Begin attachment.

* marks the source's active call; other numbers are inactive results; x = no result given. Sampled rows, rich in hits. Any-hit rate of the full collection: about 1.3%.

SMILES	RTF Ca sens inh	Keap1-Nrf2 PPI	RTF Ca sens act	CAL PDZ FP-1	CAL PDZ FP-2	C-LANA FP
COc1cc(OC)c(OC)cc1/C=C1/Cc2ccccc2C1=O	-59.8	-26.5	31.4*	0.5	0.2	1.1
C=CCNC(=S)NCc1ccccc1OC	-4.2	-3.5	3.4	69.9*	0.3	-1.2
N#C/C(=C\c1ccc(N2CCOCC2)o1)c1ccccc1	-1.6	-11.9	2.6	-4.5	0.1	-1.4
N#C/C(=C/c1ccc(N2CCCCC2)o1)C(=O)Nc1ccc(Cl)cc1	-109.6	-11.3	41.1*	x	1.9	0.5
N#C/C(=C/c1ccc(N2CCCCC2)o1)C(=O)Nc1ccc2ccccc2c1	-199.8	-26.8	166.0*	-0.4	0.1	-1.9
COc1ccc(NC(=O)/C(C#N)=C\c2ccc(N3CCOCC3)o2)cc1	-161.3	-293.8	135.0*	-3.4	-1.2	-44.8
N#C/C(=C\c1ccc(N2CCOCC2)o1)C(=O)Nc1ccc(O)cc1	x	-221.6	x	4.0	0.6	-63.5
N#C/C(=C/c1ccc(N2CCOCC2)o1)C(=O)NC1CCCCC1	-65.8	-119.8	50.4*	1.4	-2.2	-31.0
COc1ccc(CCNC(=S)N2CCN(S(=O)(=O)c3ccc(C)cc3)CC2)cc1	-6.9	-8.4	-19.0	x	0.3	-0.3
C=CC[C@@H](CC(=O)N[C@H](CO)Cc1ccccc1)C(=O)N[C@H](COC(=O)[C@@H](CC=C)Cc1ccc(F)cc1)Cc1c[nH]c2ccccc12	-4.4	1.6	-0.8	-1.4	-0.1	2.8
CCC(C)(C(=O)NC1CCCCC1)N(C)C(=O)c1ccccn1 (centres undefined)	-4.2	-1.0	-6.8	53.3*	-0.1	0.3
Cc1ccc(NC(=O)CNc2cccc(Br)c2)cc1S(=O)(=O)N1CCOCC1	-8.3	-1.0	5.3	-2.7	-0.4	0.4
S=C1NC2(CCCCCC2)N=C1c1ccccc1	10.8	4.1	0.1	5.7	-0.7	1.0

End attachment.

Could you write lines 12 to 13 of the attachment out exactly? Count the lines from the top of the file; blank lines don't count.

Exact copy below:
C=CC[C@@H](CC(=O)N[C@H](CO)Cc1ccccc1)C(=O)N[C@H](COC(=O)[C@@H](CC=C)Cc1ccc(F)cc1)Cc1c[nH]c2ccccc12	-4.4	1.6	-0.8	-1.4	-0.1	2.8
CCC(C)(C(=O)NC1CCCCC1)N(C)C(=O)c1ccccn1 (centres undefined)	-4.2	-1.0	-6.8	53.3*	-0.1	0.3